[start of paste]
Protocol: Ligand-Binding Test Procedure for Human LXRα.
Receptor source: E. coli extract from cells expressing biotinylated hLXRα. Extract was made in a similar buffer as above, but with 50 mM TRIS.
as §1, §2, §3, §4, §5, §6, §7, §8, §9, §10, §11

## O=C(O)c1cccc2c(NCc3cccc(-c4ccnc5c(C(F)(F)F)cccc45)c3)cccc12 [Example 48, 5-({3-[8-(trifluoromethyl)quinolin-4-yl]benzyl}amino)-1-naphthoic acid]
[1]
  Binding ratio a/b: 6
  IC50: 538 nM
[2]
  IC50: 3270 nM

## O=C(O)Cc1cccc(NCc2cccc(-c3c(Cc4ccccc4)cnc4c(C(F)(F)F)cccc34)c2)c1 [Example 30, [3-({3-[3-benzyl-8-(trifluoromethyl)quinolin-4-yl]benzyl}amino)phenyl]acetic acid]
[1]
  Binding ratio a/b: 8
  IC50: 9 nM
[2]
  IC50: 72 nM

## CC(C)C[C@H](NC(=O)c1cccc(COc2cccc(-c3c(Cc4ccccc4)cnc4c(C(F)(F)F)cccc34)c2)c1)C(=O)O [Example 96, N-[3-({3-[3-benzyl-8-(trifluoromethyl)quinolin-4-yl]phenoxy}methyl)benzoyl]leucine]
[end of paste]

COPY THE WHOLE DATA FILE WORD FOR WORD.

Protocol: Ligand-Binding Test Procedure for Human LXRα.
Receptor source: E. coli extract from cells expressing biotinylated hLXRα. Extract was made in a similar buffer as above, but with 50 mM TRIS.
as §1, §2, §3, §4, §5, §6, §7, §8, §9, §10, §11

## O=C(O)c1cccc2c(NCc3cccc(-c4ccnc5c(C(F)(F)F)cccc45)c3)cccc12 [Example 48, 5-({3-[8-(trifluoromethyl)quinolin-4-yl]benzyl}amino)-1-naphthoic acid]
[1]
  Binding ratio a/b: 6
  IC50: 538 nM
[2]
  IC50: 3270 nM

## O=C(O)Cc1cccc(NCc2cccc(-c3c(Cc4ccccc4)cnc4c(C(F)(F)F)cccc34)c2)c1 [Example 30, [3-({3-[3-benzyl-8-(trifluoromethyl)quinolin-4-yl]benzyl}amino)phenyl]acetic acid]
[1]
  Binding ratio a/b: 8
  IC50: 9 nM
[2]
  IC50: 72 nM

## CC(C)C[C@H](NC(=O)c1cccc(COc2cccc(-c3c(Cc4ccccc4)cnc4c(C(F)(F)F)cccc34)c2)c1)C(=O)O [Example 96, N-[3-({3-[3-benzyl-8-(trifluoromethyl)quinolin-4-yl]phenoxy}methyl)benzoyl]leucine]